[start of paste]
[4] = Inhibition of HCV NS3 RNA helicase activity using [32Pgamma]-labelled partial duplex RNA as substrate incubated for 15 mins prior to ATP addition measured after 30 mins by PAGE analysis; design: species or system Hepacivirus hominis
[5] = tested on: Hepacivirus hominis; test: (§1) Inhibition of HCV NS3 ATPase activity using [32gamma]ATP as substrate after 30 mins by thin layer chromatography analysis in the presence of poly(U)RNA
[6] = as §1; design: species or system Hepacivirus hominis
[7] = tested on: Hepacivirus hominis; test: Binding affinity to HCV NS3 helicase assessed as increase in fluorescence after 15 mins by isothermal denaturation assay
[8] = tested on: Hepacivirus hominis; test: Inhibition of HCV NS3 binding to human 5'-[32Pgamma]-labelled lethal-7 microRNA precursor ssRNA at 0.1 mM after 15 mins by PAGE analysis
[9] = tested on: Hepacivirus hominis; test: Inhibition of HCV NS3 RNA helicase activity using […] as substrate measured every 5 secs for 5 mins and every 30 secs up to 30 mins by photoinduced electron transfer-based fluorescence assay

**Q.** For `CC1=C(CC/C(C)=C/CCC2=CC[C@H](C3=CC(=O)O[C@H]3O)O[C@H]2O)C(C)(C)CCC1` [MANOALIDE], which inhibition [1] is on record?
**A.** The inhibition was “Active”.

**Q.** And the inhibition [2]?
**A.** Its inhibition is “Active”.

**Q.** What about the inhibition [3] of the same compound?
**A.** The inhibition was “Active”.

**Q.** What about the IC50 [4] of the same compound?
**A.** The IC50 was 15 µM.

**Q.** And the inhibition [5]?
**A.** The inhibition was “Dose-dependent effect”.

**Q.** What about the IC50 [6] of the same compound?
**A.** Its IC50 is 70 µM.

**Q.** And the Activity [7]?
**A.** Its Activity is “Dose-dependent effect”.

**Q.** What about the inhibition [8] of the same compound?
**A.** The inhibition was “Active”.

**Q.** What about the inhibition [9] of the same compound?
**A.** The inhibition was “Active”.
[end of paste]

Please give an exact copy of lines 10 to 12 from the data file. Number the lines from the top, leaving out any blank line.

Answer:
**A.** Its inhibition is “Active”.

**Q.** What about the inhibition [3] of the same compound?
**A.** The inhibition was “Active”.